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Tailing After The Rest
Kallie looked excitedly at all the people around her. The race up Montrose Mountain was about to begin! She realized quickly that she was the shortest one there, but that was of little significance to her; she was here to have fun.
Everyone around her was bustling to get their race numbers pinned on, get the appropriate paperwork signed, and to tighten the laces of their running shoes.Some jogged in place, some wiped the noses of their young ones, and others just stood at the starting line, determined looks lining their faces and furrowing their brows. Kallie stood very still, taking it all in. She had never been around this many people before, and none of them noticed her. Suddenly, a man in jeans and a plaid shirt walked up to a small podium holding a megaphone.
“Good afternoon, folks!” he boomed. “It sure is one bee-yoo-tiful day here in Allegheny County Georgia. Are y’all ready to kick up some dust?” The crowd screamed its’ approval. A smile lit up his tanned face as he fueled himself with their energy. “Welcome to the third annual Montrose Mountain Mania! Will all the contestants please take their places at the start?”
The entire crowd moved to the giant banner, under which was the starting tape. Kallie tripped over herself many a time trying to reach the starting point and not be trampled by all the excitedly chattering competitors and their children. Soon, everyone was lined up and ready to go.
The man holding the megaphone smiled at everyone.”We’ll see you at the top, folks! And may the fastest man win.” A short lady behind him held up a checkered flag.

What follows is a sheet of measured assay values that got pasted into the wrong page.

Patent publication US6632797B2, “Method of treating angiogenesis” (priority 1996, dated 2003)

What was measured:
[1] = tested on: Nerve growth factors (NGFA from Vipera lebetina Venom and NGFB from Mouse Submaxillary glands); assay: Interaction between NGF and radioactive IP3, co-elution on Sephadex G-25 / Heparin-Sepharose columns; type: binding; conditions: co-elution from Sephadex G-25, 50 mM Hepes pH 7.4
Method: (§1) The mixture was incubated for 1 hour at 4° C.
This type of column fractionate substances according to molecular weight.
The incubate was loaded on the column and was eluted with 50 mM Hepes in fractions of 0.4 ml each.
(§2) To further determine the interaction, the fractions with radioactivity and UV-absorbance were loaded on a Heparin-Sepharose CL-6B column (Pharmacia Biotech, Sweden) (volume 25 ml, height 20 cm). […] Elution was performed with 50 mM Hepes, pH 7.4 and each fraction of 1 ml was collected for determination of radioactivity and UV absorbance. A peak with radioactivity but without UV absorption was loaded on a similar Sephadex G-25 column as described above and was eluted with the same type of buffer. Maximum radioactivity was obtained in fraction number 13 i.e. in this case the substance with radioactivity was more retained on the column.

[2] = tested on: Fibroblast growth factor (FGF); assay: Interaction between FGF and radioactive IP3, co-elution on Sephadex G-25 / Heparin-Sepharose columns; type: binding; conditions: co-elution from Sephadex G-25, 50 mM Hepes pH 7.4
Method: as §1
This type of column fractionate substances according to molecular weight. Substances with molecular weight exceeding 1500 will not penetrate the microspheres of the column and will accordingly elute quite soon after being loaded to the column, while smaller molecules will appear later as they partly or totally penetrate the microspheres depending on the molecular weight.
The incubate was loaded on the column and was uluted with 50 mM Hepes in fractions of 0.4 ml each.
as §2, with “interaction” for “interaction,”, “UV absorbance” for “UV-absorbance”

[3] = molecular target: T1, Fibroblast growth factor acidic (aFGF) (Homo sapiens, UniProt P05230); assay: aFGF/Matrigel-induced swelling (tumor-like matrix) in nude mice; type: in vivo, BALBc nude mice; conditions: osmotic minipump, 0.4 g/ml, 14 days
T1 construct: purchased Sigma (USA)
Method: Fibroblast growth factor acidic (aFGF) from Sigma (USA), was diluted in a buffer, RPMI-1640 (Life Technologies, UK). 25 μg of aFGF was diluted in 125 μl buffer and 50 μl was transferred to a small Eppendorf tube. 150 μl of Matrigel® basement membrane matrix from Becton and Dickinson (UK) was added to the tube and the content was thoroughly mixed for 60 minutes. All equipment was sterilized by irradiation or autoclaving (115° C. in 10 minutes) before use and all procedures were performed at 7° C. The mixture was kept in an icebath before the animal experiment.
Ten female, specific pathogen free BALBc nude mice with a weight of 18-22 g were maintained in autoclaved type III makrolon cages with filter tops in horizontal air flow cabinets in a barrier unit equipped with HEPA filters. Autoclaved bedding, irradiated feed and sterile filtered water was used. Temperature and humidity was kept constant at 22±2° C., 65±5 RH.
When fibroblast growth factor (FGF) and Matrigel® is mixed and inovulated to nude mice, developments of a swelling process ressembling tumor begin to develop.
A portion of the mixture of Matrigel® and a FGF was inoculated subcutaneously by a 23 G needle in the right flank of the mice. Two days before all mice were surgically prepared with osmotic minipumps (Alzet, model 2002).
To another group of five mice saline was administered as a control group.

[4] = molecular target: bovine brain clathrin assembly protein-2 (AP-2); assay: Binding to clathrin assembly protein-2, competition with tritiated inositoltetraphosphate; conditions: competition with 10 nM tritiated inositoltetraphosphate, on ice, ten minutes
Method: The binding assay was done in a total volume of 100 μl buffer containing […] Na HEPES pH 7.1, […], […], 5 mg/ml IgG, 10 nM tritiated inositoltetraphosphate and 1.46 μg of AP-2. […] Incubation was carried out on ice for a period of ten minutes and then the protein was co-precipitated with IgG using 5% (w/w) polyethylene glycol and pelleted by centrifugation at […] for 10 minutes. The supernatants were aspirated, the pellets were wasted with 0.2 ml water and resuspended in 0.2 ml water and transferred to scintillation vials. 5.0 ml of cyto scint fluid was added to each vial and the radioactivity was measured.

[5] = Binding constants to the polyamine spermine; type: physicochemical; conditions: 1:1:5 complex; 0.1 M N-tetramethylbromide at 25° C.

“On your marks…...get set…….GO!” The flag swooped through the air towards the ground, and the crowd lurched forward.
Kallie ran as fast as her legs could carry her. She realized that because she was shorter than everyone else, it was easier for her to weave between them and get ahead. Still, it seemed as though no one noticed her presence. The people around her were huffing and puffing, some stopping on the sidelines to catch their breath, retie their shoes, or chug some water. Kallie kept right on going.
Soon, the finishing banner came into view, where the announcer and his flag-holding assistant were waiting, along with a small crowd of supporters. Kallie was almost at the front of the heaving crowd and knew if she used one final burst of energy, she could make it, despite her aching lungs and burning throat. Mustering up the limited power she had left in her short legs, she bolstered herself, passed in front of the crowd, and crossed the finish line first. The loud, thunderous thumping of feet ceased, and she turned to look behind her. The runners had stopped and now were staring curiously at her.
“Well, now, what do we have here?” said the announcer. He stepped to where Kallie had stopped at the finish line and bent down to her level. He laughed, and his eyes sparkled. “I don’t think I’ve ever heard of a Yorkshire Terrier winning a race before!” The crowd behind the two laughed. The announcer picked Kallie up and pet her enthusiastically. “Ladies and gents, the winner of the Montrose Mountain Mania!” He held her a little higher so everyone could see her, and all the runners and spectators burst into applause, laughing and smiling as they craned to get a glimpse of the little champion. Kallie relaxed and felt very contented, as well as relieved to to not have to stand on her own any longer. But suddenly, a voice from the back of the crowd paused the applause.
“But it’s a dawg! It don’t have no sign up sheets, and it sure as heck ain’t got no runnin’ numbah! H***, I bet it don’t even have an owner.” He laughed, and a few members of the crowd laughed with him.
The announcer spoke calmly and held Kallie a little tighter. “Well, she has an owner now.” He looked down at her. “What do you say, champ?” Kallie yipped happily in agreement, and crowd began to cheer.
From then on, Kallie stayed with the announcer and his wife, the flag woman. They became a racing team; the man would announce everyone and his wife would swing the flag. And Kallie? She ran right alongside all the pedestrians in every race, became a great mascot, and a sign of hope and perseverance for all dogs to come.